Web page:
Performance evaluation of the MFS Growth Fund
The MFS Growth Fund Class A (MFEGX) fell 1.6% in 1Q16, placing it fourth among the 12 funds in this review. MFEGX fell 1.8% for the one-year period ended March 2016 and ranked seventh among its peer group.
Meanwhile, from December’s end 2015 until April 20, 2016, the fund rose 1.7%. We have graphed its performance against two ETFs: the iShares S&P 500 Growth ETF (IVW) and the iShares Russell 1000 Growth ETF (IWF). Let’s look at what contributed to this above-average showing by the fund in 1Q16.
Portfolio composition and contribution to returns
The healthcare sector dragged on MFEGX in 1Q16. Alexion Pharmaceuticals (ALXN) contributed the most to the sector’s negative returns. Other detractors included Regeneron Pharmaceuticals (REGN), Celgene (CELG), and McKesson (MCK). Positive contributions from a few stocks were inconsequential.
A handful of stock picks from the financial sector emerged as the second-largest negative contributors to MFEGX’s returns. They were led by Intercontinental Exchange (ICE) and Charles Schwab (SCHW). American Tower (AMT) reduced the negative contributions somewhat.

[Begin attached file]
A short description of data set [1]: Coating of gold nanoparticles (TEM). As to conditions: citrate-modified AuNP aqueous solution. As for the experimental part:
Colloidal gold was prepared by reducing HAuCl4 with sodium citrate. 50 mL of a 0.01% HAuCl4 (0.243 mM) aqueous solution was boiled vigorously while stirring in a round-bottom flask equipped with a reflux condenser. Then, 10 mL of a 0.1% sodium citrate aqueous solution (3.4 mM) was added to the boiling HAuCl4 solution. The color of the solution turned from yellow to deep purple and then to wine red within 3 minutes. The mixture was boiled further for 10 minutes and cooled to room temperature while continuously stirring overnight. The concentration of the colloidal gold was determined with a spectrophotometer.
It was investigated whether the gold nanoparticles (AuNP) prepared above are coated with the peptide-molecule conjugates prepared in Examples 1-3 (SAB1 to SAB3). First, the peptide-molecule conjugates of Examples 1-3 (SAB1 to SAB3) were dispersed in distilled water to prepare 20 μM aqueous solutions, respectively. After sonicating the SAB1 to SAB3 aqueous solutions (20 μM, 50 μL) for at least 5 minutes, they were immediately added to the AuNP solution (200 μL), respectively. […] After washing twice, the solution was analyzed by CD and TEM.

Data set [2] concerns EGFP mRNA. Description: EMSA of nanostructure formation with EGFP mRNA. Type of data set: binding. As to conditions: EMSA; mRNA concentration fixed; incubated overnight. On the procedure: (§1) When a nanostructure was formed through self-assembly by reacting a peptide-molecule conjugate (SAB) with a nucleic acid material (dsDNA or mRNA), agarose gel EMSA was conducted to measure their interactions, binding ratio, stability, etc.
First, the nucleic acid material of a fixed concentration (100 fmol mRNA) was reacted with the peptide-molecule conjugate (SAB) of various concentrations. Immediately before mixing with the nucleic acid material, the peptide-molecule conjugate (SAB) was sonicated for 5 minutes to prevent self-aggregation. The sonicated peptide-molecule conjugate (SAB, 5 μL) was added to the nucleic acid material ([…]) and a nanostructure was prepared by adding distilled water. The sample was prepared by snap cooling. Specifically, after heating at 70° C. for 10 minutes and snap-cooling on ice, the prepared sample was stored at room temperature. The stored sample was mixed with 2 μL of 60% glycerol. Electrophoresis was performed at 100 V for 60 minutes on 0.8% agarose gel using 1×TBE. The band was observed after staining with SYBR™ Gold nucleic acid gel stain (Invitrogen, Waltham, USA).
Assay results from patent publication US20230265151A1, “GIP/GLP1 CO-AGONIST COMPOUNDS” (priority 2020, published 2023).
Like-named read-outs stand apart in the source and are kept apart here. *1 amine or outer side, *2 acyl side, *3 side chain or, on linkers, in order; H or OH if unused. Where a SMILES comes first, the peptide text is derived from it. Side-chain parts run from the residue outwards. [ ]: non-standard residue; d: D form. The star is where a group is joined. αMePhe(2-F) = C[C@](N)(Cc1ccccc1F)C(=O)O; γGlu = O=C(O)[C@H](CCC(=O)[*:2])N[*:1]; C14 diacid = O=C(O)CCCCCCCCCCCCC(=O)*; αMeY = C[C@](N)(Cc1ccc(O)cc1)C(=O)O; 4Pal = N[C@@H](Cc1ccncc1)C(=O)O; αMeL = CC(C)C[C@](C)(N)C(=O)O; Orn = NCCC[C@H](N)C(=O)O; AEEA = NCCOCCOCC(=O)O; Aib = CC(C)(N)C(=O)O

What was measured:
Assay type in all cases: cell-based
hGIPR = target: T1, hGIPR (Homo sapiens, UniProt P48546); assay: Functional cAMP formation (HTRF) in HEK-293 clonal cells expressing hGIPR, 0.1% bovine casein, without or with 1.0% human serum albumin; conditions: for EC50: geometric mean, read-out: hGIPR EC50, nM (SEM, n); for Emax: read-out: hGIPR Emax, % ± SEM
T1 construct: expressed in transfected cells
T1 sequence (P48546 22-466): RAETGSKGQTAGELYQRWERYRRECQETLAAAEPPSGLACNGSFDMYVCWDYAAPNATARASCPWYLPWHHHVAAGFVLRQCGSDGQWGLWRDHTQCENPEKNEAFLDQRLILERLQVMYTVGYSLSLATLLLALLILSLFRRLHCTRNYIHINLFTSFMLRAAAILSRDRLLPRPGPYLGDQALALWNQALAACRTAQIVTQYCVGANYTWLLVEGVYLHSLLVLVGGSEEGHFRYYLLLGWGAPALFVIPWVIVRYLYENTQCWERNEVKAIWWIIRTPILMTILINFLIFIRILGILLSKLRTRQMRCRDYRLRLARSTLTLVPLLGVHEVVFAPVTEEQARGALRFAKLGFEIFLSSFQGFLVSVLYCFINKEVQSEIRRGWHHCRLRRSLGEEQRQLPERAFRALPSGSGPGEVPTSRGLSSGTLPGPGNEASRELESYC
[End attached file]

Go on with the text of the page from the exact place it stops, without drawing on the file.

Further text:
The consumer discretionary and consumer staples sectors reduced the overall drag on MFEGX by contributing positively in the period. The sector was led by TJX Companies (TJX), Ross Stores (ROST), and Dollar General (DG). However, Amazon (AMZN) spoiled the sector’s good showing to a large extent.
Meanwhile, the consumer staples sector saw many stocks contributing positively to the fund, though Mondelez International (MDLZ) dragged slightly.
Comparison with IVW
IVW outperformed MFEGX in terms of total returns in 1Q16. Though MFEGX’s picks from the consumer discretionary and materials sectors did better than IVW’s picks, IVW beat MFEGX in all other sectors. Healthcare, information technology, consumer staples, and financials were the key sectors where IVW grossly outperformed MFEGX.
MFEGX has been an average performer overall. Its picks from the consumer-oriented and materials sectors have worked, but other sectors have disappointed. Existing investors would be well-advised to wait and see how 2016 pans out for the fund as we move into the second quarter.
We’ll look at the JPMorgan Large Cap Growth Fund Class A (OLGAX) in the next article.